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TORONTO (GlobeinvestorGOLD)—So you're fresh out of university or college, and you want to invest a bit of money in something. Unless you got married while you were in school, or had several children, or are taking care of your invalid parents, now is not the time to invest in government bonds. Save that for when you get older. Now is the time to throw caution to the wind and invest in high-risk—but potentially high-reward—stocks.
And what better place to find that kind of stock than the technology sector? After all, it has some of the riskiest stocks there are, except perhaps for biotech (which is kind of an offshoot of technology anyway). But which to choose? What follows is just one example: a very large and well-known company that also involves a significant amount of risk. In a way, it sums up many of the risks that adhere to tech stocks.
This large and well-known company is the Internet-based "portal" site Yahoo! Inc. When it comes to Internet stocks, Yahoo is among the biggest there is, next to eBay Inc. and Amazon.com Inc. Started by college roommates David Filo and Jerry Yang in the mid-1990s as a simple directory list of popular websites, Yahoo has become a true Internet and e-commerce powerhouse, with revenue of almost $1-billion (U.S.) and 200 million users.
Not only that, but Yahoo actually makes money, one of the few true Internet companies to do so, and not through accounting tricks or other sleight of hand, but actual income on operations. Admittedly, it hasn't made a lot in the past 12 months—$172-million—but it is making money and has very little debt ($750-million), and $1.6-billion in cash.
So what's so risky about investing in Yahoo? It's a massive player with a commanding presence on-line, and a host of partnerships with other major media companies, and it's profitable. The one thing that makes Yahoo so risky is its stock price. But it's a doozy: in fact, it's probably one of the riskiest large-company stocks in the world when it comes to standard valuation benchmarks (although eBay comes close).
As an example, even high-growth companies are seen as getting close to over-valued if their stock price is more than 25 times their profit per share (although different investors have different benchmarks). Yahoo's stock price is 130 times its profit per share for the past 12 months, and more than 75 times the consensus forecast for the next 12 months by a group of brokerage firm analysts who follow the company.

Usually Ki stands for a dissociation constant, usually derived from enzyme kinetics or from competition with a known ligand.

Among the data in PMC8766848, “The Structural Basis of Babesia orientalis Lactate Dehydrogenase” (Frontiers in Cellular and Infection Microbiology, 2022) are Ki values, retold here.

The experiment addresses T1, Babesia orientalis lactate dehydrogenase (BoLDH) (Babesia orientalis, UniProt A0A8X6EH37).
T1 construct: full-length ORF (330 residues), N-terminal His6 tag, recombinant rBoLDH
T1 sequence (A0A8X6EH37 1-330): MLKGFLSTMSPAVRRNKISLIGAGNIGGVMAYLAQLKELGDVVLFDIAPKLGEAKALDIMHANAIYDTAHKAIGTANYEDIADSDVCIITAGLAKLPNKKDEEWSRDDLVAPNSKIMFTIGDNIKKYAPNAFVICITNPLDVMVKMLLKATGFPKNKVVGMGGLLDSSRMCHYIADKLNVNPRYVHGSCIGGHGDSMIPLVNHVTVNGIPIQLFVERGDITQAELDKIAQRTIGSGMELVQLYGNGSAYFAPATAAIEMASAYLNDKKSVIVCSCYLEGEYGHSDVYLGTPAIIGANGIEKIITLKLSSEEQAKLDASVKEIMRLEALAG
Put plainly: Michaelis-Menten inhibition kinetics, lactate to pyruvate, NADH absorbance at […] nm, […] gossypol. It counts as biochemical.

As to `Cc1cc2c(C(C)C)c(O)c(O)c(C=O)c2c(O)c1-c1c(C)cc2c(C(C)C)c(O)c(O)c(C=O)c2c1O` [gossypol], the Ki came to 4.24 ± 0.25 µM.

In a similar way, even fast-growing companies who dominate their industry are seen as expensive if their stock is more than about 5 times their revenue or sales per share. Yahoo trades at more than 20 times its revenue. If you look at the company's "enterprise value," which is defined as its market value minus its liabilities, Yahoo's enterprise value is almost 100 times the company's operating cash flow—the money that comes in from its business after all its expenses have been taken care of.
So much for the risk. Where's the opportunity to justify that risk? Some analysts believe that Yahoo has a dominant brand identity when it comes to a range of Internet businesses—through its website but also its e-mail service, its discussion groups, its calendar software and so on—and that it will be able to extend this brand into new and even more profitable businesses, to the point where it could compete strongly against America Online, the pioneer of the on-line portal business.
Yahoo also bought paid-search company Overture earlier this year, which gives it a commanding position in one of the fastest-growing segments of the on-line world: providing advertising based on the search terms that users type into a website. According to U.S. Bancorp Piper Jaffray, the Overture deal "positions Yahoo to again become the leader" in the search business, its original focus. Thomas Weisel Partners said in a report that "content and networks win on the web, and Yahoo has them both."
And while the valuation multiples are sky-high, Yahoo's growth has also been rapid. Its revenue grew in the past 12 months by more than 32 per cent over the previous period, and its net profit grew 146 per cent—levels that some feel justify the high price of the stock. If Yahoo can't keep those numbers climbing at the same rate, however, the market could easily turn sour on the stock price, just as it did when the Internet bubble burst in 2000. That's what makes it a risky bet.
At the same time, however, Yahoo's growing presence in a wide range of on-line segments—from entertainment to business, from advertising to search—gives it the potential to become substantially larger as the Internet becomes an integral part of life as we know it. And that's the potential payoff that might make it a worthwhile bet to take.
Mathew Ingram joined The Globe and Mail's online news team in June of 2000, after spending four years as the Western business columnist, based in Calgary.